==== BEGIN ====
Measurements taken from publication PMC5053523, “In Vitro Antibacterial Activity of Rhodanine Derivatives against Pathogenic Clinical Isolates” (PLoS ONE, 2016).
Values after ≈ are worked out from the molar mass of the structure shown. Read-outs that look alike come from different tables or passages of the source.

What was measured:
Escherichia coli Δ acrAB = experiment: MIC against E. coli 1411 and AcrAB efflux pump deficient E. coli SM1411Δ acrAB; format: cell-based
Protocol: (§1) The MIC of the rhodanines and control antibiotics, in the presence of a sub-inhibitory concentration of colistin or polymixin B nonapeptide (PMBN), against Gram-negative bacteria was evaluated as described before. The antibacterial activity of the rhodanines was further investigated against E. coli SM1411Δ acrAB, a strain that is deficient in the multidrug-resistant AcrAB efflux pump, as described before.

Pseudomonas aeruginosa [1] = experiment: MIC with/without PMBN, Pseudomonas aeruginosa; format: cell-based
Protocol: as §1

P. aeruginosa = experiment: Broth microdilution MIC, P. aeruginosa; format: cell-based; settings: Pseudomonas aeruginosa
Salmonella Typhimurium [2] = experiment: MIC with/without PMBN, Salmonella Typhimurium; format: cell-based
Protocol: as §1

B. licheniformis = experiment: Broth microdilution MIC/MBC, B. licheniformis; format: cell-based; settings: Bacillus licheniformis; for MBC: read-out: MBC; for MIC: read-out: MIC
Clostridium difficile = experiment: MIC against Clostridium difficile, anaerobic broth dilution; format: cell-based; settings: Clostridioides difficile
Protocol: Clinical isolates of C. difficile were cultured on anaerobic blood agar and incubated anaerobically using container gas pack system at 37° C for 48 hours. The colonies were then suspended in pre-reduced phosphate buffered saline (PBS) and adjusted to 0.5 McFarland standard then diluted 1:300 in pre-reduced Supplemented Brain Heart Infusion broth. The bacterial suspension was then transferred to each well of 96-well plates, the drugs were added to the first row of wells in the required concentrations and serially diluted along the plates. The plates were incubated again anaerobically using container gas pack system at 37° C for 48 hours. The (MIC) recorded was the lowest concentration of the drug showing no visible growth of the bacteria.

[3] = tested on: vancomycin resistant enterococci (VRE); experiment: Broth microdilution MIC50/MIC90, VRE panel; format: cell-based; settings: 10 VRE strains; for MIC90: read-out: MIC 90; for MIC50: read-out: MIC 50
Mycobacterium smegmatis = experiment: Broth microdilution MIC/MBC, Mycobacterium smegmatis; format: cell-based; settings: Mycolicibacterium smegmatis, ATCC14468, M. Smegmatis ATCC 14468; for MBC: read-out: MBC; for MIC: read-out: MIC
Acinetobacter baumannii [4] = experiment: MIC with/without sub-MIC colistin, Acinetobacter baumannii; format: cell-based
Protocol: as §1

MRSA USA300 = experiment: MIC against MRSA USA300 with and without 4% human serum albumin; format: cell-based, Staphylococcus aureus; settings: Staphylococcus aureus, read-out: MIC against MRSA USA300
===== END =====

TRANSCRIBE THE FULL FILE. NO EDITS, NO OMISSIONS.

Measurements taken from publication PMC5053523, “In Vitro Antibacterial Activity of Rhodanine Derivatives against Pathogenic Clinical Isolates” (PLoS ONE, 2016).
Values after ≈ are worked out from the molar mass of the structure shown. Read-outs that look alike come from different tables or passages of the source.

What was measured:
Escherichia coli Δ acrAB = experiment: MIC against E. coli 1411 and AcrAB efflux pump deficient E. coli SM1411Δ acrAB; format: cell-based
Protocol: (§1) The MIC of the rhodanines and control antibiotics, in the presence of a sub-inhibitory concentration of colistin or polymixin B nonapeptide (PMBN), against Gram-negative bacteria was evaluated as described before. The antibacterial activity of the rhodanines was further investigated against E. coli SM1411Δ acrAB, a strain that is deficient in the multidrug-resistant AcrAB efflux pump, as described before.

Pseudomonas aeruginosa [1] = experiment: MIC with/without PMBN, Pseudomonas aeruginosa; format: cell-based
Protocol: as §1

P. aeruginosa = experiment: Broth microdilution MIC, P. aeruginosa; format: cell-based; settings: Pseudomonas aeruginosa
Salmonella Typhimurium [2] = experiment: MIC with/without PMBN, Salmonella Typhimurium; format: cell-based
Protocol: as §1

B. licheniformis = experiment: Broth microdilution MIC/MBC, B. licheniformis; format: cell-based; settings: Bacillus licheniformis; for MBC: read-out: MBC; for MIC: read-out: MIC
Clostridium difficile = experiment: MIC against Clostridium difficile, anaerobic broth dilution; format: cell-based; settings: Clostridioides difficile
Protocol: Clinical isolates of C. difficile were cultured on anaerobic blood agar and incubated anaerobically using container gas pack system at 37° C for 48 hours. The colonies were then suspended in pre-reduced phosphate buffered saline (PBS) and adjusted to 0.5 McFarland standard then diluted 1:300 in pre-reduced Supplemented Brain Heart Infusion broth. The bacterial suspension was then transferred to each well of 96-well plates, the drugs were added to the first row of wells in the required concentrations and serially diluted along the plates. The plates were incubated again anaerobically using container gas pack system at 37° C for 48 hours. The (MIC) recorded was the lowest concentration of the drug showing no visible growth of the bacteria.

[3] = tested on: vancomycin resistant enterococci (VRE); experiment: Broth microdilution MIC50/MIC90, VRE panel; format: cell-based; settings: 10 VRE strains; for MIC90: read-out: MIC 90; for MIC50: read-out: MIC 50
Mycobacterium smegmatis = experiment: Broth microdilution MIC/MBC, Mycobacterium smegmatis; format: cell-based; settings: Mycolicibacterium smegmatis, ATCC14468, M. Smegmatis ATCC 14468; for MBC: read-out: MBC; for MIC: read-out: MIC
Acinetobacter baumannii [4] = experiment: MIC with/without sub-MIC colistin, Acinetobacter baumannii; format: cell-based
Protocol: as §1

MRSA USA300 = experiment: MIC against MRSA USA300 with and without 4% human serum albumin; format: cell-based, Staphylococcus aureus; settings: Staphylococcus aureus, read-out: MIC against MRSA USA300